Genre: Action-Adventure
Year: 2013
Developed by: Crystal Dynamics
Published by: Square Enix Europe
Platforms: PC, PS3, PS4, XBOX 360, XBOX One, Linux, OS X
Feeling Like: Clueless Gamer

I thought I’d be really into Fire Emblem Engage. I like tactical RPGs, I loved Fire Emblem: Three Houses so much that I gave it my Game of the Year in 2019. January was relatively quiet, and nothing else was out. Seemed like a no brainer.

Didn’t click. I’m not sure if I’ll ever go back to it. I typically beat every game I start, but there are a few curious sheep that wander away from the flock never to return. Valkyrie Profile, Dragon Quest 11, Valkyria Chronicles, Xenoblade Chronicles 2 to name a few. It’s not necessarily that they’re bad games, but circumstances took place where I lost motivation, or there was another game that got my attention. Maybe that’s why I plough through games; once I put them down for even a short period of time, the odds are I’ll never go back to them.

There are even a few games that I outright dislike early on. I don’t subscribe to the notion that you should drop something right away if you’re not enjoying it. I know time is precious, so why stick with something that’s not providing any value?

Because movies like Aftersun, and games like Breath of Fire: Dragon Quarter and Tomb Raider exist.

Aftersun is a terrific, heartbreaking movie about a father and daughter’s relationship on a vacation. The first 75% had Kyla and I stymied – what were people seeing in this? It was well acted, to be sure, but there wasn’t much plot to speak of and it felt glacially paced. Until a single scene in a hotel room – then I was hooked. What started as a mildly dreary, pointless movie turned into one of my favorites from last year. The last few minutes are stunning, an incredible combination of storytelling through music, visuals and melancholy.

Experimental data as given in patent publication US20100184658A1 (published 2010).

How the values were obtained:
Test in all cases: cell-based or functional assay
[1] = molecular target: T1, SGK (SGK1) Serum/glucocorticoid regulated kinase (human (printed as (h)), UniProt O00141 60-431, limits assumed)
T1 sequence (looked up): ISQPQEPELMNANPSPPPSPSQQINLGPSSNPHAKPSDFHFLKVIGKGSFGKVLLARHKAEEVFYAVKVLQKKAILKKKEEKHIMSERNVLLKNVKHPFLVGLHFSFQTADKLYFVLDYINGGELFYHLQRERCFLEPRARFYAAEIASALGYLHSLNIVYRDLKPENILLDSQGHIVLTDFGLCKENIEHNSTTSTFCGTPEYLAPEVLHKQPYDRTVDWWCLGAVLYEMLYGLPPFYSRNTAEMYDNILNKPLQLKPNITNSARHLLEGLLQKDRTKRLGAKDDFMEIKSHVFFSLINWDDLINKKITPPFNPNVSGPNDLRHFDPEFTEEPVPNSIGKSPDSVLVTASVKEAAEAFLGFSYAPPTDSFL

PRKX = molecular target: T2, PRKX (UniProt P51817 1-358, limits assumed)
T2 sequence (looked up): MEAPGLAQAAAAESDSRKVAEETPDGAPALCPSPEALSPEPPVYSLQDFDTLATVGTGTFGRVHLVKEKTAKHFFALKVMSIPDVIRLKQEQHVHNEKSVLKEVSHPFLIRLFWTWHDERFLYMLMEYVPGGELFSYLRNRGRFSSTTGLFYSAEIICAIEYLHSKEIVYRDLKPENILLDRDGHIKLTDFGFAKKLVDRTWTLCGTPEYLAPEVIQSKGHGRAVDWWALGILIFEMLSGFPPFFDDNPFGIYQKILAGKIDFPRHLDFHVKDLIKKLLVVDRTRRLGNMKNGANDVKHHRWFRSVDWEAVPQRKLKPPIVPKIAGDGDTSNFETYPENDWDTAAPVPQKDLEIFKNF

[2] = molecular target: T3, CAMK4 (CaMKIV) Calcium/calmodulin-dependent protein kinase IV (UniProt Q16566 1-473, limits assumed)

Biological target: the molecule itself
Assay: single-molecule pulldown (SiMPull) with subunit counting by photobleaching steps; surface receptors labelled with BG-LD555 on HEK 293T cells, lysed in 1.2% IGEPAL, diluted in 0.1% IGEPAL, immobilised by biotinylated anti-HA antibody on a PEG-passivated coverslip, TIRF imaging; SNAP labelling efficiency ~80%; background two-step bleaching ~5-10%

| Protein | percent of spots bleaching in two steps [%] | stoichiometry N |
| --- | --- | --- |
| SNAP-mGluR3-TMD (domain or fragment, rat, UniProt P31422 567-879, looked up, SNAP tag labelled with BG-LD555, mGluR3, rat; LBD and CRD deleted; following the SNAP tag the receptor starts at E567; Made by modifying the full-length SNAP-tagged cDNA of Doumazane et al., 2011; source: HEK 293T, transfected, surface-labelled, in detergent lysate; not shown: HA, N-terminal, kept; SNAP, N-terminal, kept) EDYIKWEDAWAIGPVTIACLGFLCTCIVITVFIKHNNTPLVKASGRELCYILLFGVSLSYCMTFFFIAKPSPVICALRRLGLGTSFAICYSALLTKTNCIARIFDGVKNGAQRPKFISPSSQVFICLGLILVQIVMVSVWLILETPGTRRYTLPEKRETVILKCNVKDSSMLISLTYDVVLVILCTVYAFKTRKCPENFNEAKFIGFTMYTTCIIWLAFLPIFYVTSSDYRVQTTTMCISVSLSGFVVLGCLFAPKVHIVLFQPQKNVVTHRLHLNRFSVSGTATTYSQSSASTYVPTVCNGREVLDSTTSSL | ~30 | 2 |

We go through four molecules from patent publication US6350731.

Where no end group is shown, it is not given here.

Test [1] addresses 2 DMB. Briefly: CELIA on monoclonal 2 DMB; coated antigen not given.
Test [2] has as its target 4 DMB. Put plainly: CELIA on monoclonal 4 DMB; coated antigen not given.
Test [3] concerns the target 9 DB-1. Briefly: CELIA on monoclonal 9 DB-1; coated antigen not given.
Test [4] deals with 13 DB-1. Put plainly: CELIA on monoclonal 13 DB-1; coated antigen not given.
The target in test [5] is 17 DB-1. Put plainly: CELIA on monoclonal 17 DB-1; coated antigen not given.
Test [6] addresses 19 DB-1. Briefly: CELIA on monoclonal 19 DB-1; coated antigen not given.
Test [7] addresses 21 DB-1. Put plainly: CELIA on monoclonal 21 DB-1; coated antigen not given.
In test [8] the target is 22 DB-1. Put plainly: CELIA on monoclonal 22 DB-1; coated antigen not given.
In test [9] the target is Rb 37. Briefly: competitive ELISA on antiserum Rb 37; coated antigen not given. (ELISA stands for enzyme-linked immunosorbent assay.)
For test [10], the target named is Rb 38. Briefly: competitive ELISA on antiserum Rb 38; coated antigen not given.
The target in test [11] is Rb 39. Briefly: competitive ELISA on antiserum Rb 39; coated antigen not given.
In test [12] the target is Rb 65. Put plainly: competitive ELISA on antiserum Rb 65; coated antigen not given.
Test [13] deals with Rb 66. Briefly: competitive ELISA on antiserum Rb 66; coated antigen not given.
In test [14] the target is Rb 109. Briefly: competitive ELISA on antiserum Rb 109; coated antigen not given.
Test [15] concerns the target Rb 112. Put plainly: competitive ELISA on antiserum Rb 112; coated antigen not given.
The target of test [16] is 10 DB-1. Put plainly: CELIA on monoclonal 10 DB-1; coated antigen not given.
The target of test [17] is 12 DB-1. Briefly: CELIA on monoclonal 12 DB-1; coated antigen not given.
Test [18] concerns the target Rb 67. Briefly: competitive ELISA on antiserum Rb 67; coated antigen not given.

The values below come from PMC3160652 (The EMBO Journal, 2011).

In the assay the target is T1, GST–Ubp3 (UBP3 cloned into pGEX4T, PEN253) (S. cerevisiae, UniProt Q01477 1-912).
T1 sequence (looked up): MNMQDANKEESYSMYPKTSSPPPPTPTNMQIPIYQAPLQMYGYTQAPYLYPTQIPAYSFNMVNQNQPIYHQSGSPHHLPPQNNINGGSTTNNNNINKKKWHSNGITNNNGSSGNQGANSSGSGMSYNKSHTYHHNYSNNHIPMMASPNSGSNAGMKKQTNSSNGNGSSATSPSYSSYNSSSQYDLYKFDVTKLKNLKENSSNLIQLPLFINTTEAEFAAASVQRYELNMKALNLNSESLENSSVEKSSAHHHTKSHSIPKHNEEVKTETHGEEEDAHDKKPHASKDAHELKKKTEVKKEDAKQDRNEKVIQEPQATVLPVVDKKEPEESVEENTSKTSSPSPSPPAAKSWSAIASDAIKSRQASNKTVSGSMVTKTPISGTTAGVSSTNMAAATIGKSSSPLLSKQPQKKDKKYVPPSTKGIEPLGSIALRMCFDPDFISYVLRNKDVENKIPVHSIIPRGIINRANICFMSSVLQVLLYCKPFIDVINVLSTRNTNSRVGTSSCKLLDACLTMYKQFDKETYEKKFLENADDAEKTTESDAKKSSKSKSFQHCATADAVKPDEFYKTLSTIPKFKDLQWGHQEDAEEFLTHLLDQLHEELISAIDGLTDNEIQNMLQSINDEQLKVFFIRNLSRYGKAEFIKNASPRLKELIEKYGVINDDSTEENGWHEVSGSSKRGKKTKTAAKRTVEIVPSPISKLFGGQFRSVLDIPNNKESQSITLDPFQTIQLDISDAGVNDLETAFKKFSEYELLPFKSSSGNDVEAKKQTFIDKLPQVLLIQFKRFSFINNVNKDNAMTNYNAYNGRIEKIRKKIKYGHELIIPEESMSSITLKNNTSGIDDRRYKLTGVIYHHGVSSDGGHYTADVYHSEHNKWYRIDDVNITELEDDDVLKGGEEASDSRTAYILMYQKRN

Breath of Fire: Dragon Quarter I’ll get to eventually, but Tomb Raider was far worse than I expected and I’m shocked I stuck through it. I hated the initial parts; it was rife with Quick Time Events (QTE’s) that felt brutally difficult and instant fail stealth sections and if you don’t know that I hate those, I hate those.

I nearly quit.

Cities: Skylines was on the horizon, as was Ori and the Blind Forest. It would have been so easy to justify un-installing it and moving onto games I knew I would love.

But then I would have missed out on a brutally satisfying game, an Uncharted title with teeth. Stealth became more of a weapon than a hindrance, the puzzles got progressively better, the upgrades felt meaningful and the more punishment Lara took, the more I wanted to see her through to the end.

I’m so glad I stuck it out.

What really got me interested was a segment with Conan O’Brien and Aaron Bleyaert. I love everything Conan does and I’ve probably watched this sketch at least a dozen times. I couldn’t pass up giving this one a try. It was also on sale on Steam; if there’s anything I’m a raider of, it’s cheap video games.

Lara really takes a beating in this one, she’s always tattered and dirty, or bruised and bloodied from a previous encounter. This is a delicate subject, but I think they did a good job de-sexualizing Lara compared to her general persona in previous games. I’m not sure how much of an issue in 2013, but I don’t recall hearing any criticisms in this regard. It’s not easy revamping a beloved video game icon, tenfold when it’s a female character. Props to Crystal Dynamics for sure.

The combat is better than expected. Once I learned the style and improved my stealth, I daresay it has terrific combat. Traversal is just as fun, with every area a potential playground of ropes, cliffs, structures and corners to use to your advantage.

Ten years ago we weren’t exactly in a “colorful” stage in video games, so the screenshots I’ve found are mostly greys and browns, but the game does have some spectacular looking areas. The island is not the most diversified of locations, but it still looks pretty damned great and it was outright brilliant ten years ago.

There were sequels, and I’m sorry to say I never touched them. I’m tempted to go back; looking at a few Let’s Plays on YouTube reminded me how Tomb Raider got better and better as the game went along. Upgrades meant more freedom in combat, traversal and stealth were encouraged and Lara herself was an intriguing protagonist. It doesn’t have the charm of an Uncharted, and those first few hours were terrible, but beyond that it’s a terrific romp.

Previous 216 Beyond Good & Evil

Next 214 Batman: Arkham Origins